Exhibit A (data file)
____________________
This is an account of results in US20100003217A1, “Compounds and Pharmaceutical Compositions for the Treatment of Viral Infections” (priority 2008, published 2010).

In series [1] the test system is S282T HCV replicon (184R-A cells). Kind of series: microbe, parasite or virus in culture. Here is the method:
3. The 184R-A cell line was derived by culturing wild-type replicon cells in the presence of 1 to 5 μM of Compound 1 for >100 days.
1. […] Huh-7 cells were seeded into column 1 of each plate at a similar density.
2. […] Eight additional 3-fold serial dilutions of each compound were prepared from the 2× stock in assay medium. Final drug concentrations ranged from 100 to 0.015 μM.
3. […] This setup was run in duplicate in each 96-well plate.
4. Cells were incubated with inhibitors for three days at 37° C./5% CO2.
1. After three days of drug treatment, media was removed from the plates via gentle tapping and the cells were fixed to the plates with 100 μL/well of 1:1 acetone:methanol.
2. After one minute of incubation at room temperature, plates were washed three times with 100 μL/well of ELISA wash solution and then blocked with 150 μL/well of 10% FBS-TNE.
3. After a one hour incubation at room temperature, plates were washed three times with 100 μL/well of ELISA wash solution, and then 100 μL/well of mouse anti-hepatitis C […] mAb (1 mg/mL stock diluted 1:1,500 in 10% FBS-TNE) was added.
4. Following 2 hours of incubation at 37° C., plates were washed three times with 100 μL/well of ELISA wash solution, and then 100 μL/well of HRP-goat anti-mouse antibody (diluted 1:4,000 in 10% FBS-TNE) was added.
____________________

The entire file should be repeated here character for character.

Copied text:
This is an account of results in US20100003217A1, “Compounds and Pharmaceutical Compositions for the Treatment of Viral Infections” (priority 2008, published 2010).

In series [1] the test system is S282T HCV replicon (184R-A cells). Kind of series: microbe, parasite or virus in culture. Here is the method:
3. The 184R-A cell line was derived by culturing wild-type replicon cells in the presence of 1 to 5 μM of Compound 1 for >100 days.
1. […] Huh-7 cells were seeded into column 1 of each plate at a similar density.
2. […] Eight additional 3-fold serial dilutions of each compound were prepared from the 2× stock in assay medium. Final drug concentrations ranged from 100 to 0.015 μM.
3. […] This setup was run in duplicate in each 96-well plate.
4. Cells were incubated with inhibitors for three days at 37° C./5% CO2.
1. After three days of drug treatment, media was removed from the plates via gentle tapping and the cells were fixed to the plates with 100 μL/well of 1:1 acetone:methanol.
2. After one minute of incubation at room temperature, plates were washed three times with 100 μL/well of ELISA wash solution and then blocked with 150 μL/well of 10% FBS-TNE.
3. After a one hour incubation at room temperature, plates were washed three times with 100 μL/well of ELISA wash solution, and then 100 μL/well of mouse anti-hepatitis C […] mAb (1 mg/mL stock diluted 1:1,500 in 10% FBS-TNE) was added.
4. Following 2 hours of incubation at 37° C., plates were washed three times with 100 μL/well of ELISA wash solution, and then 100 μL/well of HRP-goat anti-mouse antibody (diluted 1:4,000 in 10% FBS-TNE) was added.